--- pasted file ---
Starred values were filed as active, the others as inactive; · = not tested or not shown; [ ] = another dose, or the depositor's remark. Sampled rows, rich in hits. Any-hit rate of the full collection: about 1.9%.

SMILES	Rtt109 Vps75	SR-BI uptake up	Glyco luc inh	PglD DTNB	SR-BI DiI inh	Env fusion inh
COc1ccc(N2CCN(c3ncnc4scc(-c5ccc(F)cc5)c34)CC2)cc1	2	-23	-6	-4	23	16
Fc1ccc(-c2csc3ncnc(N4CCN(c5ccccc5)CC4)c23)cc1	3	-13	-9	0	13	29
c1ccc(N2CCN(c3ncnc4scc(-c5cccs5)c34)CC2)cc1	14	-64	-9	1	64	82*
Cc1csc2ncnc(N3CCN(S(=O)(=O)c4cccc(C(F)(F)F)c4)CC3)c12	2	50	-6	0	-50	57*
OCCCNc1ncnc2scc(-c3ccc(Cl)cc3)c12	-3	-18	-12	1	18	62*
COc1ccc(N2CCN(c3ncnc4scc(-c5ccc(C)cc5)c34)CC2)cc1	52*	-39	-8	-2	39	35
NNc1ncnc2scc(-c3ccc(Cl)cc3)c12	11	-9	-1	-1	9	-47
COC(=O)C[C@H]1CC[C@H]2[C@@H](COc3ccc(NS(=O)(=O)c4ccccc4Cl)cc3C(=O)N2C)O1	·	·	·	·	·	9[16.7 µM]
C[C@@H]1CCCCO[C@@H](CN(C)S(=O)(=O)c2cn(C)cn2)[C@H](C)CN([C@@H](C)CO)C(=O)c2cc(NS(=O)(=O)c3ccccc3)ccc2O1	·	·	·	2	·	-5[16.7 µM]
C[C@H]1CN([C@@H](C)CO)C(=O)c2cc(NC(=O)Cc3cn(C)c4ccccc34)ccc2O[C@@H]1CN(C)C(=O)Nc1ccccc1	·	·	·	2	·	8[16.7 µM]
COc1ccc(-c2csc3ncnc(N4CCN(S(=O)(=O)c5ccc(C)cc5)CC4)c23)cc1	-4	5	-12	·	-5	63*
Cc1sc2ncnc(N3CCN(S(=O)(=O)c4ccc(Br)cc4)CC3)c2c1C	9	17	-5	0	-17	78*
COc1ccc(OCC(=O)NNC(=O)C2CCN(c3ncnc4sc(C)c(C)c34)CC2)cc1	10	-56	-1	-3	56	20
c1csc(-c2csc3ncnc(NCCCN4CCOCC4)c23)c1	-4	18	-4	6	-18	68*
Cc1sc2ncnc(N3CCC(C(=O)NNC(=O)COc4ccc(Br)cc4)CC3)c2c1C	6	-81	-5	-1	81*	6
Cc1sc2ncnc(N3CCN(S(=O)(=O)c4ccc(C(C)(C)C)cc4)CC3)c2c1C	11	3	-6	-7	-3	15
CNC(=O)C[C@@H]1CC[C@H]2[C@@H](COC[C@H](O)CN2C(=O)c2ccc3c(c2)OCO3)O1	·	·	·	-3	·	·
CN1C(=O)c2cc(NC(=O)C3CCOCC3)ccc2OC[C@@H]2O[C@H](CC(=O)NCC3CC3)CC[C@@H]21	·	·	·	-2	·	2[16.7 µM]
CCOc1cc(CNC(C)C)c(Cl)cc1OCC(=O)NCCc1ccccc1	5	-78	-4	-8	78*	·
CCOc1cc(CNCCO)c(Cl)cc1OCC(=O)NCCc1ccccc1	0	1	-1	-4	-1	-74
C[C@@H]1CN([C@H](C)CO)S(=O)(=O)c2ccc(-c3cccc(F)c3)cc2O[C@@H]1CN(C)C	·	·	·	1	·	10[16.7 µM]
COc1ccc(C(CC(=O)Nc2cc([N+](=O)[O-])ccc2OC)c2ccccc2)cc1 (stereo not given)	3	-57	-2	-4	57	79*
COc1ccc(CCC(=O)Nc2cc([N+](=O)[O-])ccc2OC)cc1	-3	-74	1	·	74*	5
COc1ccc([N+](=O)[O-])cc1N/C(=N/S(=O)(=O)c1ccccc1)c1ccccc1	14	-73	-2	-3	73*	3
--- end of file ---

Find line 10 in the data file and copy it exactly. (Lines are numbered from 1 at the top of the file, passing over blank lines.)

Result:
COC(=O)C[C@H]1CC[C@H]2[C@@H](COc3ccc(NS(=O)(=O)c4ccccc4Cl)cc3C(=O)N2C)O1	·	·	·	·	·	9[16.7 µM]